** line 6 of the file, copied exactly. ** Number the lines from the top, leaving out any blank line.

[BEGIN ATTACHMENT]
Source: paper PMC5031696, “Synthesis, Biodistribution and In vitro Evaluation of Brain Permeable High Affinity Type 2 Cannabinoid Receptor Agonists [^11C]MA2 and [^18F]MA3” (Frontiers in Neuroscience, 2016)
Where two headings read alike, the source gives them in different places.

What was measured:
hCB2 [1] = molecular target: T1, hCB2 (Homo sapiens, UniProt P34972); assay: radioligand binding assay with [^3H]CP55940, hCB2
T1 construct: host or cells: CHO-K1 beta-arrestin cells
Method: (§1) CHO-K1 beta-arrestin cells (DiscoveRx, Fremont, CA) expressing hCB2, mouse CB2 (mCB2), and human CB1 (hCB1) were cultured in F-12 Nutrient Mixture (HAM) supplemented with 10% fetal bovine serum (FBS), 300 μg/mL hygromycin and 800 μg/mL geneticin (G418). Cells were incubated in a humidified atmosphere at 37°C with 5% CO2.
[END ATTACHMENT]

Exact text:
Method: (§1) CHO-K1 beta-arrestin cells (DiscoveRx, Fremont, CA) expressing hCB2, mouse CB2 (mCB2), and human CB1 (hCB1) were cultured in F-12 Nutrient Mixture (HAM) supplemented with 10% fetal bovine serum (FBS), 300 μg/mL hygromycin and 800 μg/mL geneticin (G418). Cells were incubated in a humidified atmosphere at 37°C with 5% CO2.